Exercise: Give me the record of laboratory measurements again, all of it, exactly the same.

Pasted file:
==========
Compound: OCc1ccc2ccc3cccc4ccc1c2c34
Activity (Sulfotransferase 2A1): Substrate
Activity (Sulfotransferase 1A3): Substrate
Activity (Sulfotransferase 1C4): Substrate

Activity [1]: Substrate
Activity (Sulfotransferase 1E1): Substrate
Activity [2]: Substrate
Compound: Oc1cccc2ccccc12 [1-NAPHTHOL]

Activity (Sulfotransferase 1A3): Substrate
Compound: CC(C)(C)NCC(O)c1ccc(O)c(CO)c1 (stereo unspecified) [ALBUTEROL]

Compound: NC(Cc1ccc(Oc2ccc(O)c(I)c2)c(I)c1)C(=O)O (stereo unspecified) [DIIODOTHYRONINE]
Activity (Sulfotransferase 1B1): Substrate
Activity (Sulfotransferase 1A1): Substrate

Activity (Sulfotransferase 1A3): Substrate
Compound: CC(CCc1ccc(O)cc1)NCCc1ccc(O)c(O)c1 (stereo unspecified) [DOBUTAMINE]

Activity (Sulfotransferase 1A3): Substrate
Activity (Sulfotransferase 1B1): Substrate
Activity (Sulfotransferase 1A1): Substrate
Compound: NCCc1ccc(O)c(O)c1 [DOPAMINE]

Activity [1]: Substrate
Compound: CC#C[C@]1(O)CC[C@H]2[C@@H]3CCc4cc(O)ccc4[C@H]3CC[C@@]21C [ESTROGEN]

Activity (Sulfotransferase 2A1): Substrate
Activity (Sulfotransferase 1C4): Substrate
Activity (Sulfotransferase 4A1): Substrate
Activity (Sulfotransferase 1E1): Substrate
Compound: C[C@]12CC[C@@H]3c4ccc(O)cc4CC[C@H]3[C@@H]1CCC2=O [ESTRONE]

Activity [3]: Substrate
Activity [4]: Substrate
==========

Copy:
Compound: OCc1ccc2ccc3cccc4ccc1c2c34
Activity (Sulfotransferase 2A1): Substrate
Activity (Sulfotransferase 1A3): Substrate
Activity (Sulfotransferase 1C4): Substrate

Activity [1]: Substrate
Activity (Sulfotransferase 1E1): Substrate
Activity [2]: Substrate
Compound: Oc1cccc2ccccc12 [1-NAPHTHOL]

Activity (Sulfotransferase 1A3): Substrate
Compound: CC(C)(C)NCC(O)c1ccc(O)c(CO)c1 (stereo unspecified) [ALBUTEROL]

Compound: NC(Cc1ccc(Oc2ccc(O)c(I)c2)c(I)c1)C(=O)O (stereo unspecified) [DIIODOTHYRONINE]
Activity (Sulfotransferase 1B1): Substrate
Activity (Sulfotransferase 1A1): Substrate

Activity (Sulfotransferase 1A3): Substrate
Compound: CC(CCc1ccc(O)cc1)NCCc1ccc(O)c(O)c1 (stereo unspecified) [DOBUTAMINE]

Activity (Sulfotransferase 1A3): Substrate
Activity (Sulfotransferase 1B1): Substrate
Activity (Sulfotransferase 1A1): Substrate
Compound: NCCc1ccc(O)c(O)c1 [DOPAMINE]

Activity [1]: Substrate
Compound: CC#C[C@]1(O)CC[C@H]2[C@@H]3CCc4cc(O)ccc4[C@H]3CC[C@@]21C [ESTROGEN]

Activity (Sulfotransferase 2A1): Substrate
Activity (Sulfotransferase 1C4): Substrate
Activity (Sulfotransferase 4A1): Substrate
Activity (Sulfotransferase 1E1): Substrate
Compound: C[C@]12CC[C@@H]3c4ccc(O)cc4CC[C@H]3[C@@H]1CCC2=O [ESTRONE]

Activity [3]: Substrate
Activity [4]: Substrate